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Four honored for contributions to undergraduate education

STANFORD -- Two faculty members and two graduating seniors received Lloyd W. Dinkelspiel Awards for outstanding service to undergraduate education at Stanford University commencement ceremonies Sunday, June 18.

The awards were presented to Jonathan Roughgarden, professor of biological sciences and geophysics; Luis Fraga, associate professor of political science and director of the Stanford Center for Chicano Research; Ana Rowena Mallari, a senior in human biology; and Clark Andrew Moore, a senior in political science.

Roughgarden was cited for "being a founder and a driving force behind the Earth Systems Program, one of the most rigorous, demanding and yet most popular undergraduate majors," and "for bringing together faculty and students from four schools and eight departments into a truly interdisciplinary effort to understand how the environment functions and what the role of humans is in shaping the planet's future."

Roughgarden also was honored for his research, teaching and advising skills.

Fraga won the award "for providing a positive influence and inspiration for students and peers, and for his inexhaustible willingness to give of himself and encourage his students to learn and to grow."

Fraga's award also recognized him "for going beyond the traditional boundaries of the classroom, touching hundreds of lives with his commitment to advising excellence, residential education, curriculum design, friendship and mentorship."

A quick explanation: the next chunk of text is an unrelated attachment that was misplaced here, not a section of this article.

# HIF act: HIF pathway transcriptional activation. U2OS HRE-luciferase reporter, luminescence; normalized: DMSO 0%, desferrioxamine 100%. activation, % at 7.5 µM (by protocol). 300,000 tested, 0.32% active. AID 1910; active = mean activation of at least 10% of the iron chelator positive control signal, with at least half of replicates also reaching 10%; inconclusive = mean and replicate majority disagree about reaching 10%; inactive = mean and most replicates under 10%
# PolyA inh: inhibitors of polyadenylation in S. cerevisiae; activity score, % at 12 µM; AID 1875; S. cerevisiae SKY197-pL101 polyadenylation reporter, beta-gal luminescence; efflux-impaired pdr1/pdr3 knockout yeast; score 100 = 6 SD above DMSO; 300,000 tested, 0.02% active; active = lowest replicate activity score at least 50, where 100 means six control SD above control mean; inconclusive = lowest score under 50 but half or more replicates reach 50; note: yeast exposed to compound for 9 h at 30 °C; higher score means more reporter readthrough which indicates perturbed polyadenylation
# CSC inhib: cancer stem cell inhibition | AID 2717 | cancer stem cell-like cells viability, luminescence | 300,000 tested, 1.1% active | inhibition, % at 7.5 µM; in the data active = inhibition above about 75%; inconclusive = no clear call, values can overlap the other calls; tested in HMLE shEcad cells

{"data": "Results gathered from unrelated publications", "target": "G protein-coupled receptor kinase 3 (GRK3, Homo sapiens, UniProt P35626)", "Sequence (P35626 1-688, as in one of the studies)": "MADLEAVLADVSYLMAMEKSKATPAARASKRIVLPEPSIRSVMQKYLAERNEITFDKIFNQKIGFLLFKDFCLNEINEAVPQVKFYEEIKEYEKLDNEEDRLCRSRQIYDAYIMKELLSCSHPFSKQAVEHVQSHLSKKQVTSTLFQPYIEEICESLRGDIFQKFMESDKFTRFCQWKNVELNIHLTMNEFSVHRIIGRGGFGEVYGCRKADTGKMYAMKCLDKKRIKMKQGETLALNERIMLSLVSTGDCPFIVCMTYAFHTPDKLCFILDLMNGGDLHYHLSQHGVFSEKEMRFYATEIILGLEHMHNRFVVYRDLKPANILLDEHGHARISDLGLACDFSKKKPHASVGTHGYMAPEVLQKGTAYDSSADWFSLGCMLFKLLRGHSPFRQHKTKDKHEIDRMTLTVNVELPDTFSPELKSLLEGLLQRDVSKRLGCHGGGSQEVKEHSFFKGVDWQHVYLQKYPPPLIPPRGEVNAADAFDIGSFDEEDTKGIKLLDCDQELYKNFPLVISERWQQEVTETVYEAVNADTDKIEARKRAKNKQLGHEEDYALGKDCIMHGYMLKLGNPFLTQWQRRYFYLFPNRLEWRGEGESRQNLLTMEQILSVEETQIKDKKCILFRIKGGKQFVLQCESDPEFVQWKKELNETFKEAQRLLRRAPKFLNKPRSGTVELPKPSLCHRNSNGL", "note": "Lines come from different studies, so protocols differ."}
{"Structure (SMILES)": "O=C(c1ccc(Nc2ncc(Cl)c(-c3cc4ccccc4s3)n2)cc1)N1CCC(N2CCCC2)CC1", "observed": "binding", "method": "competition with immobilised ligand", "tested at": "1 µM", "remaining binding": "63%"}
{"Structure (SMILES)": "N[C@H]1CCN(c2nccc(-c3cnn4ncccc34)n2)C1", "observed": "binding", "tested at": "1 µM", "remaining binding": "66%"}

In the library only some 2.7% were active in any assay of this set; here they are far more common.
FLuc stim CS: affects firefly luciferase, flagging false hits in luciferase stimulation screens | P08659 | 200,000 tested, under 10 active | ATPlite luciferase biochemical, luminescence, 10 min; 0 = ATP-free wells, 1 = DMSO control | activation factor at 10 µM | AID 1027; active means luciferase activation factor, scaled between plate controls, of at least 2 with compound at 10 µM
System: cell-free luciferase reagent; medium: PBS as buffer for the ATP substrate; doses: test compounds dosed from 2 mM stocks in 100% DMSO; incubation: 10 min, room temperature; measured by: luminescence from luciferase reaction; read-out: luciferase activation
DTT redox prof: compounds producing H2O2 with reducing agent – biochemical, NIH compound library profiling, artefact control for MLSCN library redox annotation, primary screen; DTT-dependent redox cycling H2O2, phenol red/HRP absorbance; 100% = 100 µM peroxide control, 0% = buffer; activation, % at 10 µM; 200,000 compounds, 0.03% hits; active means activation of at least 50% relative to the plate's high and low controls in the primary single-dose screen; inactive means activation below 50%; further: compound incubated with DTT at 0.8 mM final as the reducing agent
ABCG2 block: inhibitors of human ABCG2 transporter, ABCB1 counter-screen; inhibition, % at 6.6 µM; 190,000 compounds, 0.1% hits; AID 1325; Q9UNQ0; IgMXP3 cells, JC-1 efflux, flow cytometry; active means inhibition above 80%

Mallari, who received her bachelor's degree Sunday, was singled out "for her vision to introduce gifted minority and under-represented low-income high school students to current environmental issues" by planning and developing the Stanford Youth Environmental Science Program.

Mallari also was honored "for her organizational skills in the development of a model for faculty, student, community and national cooperation in the recruitment, teaching, innovative curricular design and funding for the program."

Moore, who also received his bachelor's degree at the ceremony, was honored "for his tireless and productive work as coordinator of educational and social programs for the 1994 Stanford in Washington Program, for his contributions as a Stanford AIDS volunteer educator and as an advising associate in Donner House, and for his leadership as business manager and singer with the Stanford Mendicants."

Moore also was co-director of the Costaño School Leadership Program, which creates leadership and community service opportunities for East Palo Alto middle school students.

Dinkelspiel Awards are given annually to faculty or staff members and to one man and one woman from the senior class who have made distinctive contributions to the development and enrichment of undergraduate education.

Endowment for the awards was given in 1960 as a memorial by the family and friends of Lloyd W. Dinkelspiel, who served as president of the Stanford Board of Trustees from 1953 to 1958.



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